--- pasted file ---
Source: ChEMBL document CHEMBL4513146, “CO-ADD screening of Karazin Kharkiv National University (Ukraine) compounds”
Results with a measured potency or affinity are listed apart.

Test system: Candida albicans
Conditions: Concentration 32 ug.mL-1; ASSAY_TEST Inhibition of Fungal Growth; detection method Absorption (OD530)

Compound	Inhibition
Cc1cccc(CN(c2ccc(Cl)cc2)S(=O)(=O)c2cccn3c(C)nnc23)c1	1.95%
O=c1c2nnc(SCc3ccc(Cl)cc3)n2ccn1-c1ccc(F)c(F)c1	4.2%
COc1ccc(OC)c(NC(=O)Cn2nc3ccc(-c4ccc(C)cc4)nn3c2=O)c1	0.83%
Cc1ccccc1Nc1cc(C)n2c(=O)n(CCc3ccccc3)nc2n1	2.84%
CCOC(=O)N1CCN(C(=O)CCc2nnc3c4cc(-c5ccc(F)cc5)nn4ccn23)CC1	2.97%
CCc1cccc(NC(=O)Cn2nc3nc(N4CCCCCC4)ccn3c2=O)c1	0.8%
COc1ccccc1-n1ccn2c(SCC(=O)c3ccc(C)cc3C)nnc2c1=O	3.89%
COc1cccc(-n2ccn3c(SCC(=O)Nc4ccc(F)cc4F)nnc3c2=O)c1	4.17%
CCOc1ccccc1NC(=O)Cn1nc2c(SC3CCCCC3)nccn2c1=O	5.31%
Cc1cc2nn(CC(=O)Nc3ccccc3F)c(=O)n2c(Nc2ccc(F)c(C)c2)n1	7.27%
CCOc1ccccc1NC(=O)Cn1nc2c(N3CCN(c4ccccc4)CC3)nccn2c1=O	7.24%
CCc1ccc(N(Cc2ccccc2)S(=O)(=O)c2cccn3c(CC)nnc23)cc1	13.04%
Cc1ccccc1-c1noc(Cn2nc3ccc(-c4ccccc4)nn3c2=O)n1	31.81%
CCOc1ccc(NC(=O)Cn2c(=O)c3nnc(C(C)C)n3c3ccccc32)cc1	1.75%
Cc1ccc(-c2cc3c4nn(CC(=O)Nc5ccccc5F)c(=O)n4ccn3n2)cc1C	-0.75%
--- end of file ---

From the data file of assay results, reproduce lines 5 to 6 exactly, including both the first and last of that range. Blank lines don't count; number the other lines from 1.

Compound	Inhibition
Cc1cccc(CN(c2ccc(Cl)cc2)S(=O)(=O)c2cccn3c(C)nnc23)c1	1.95%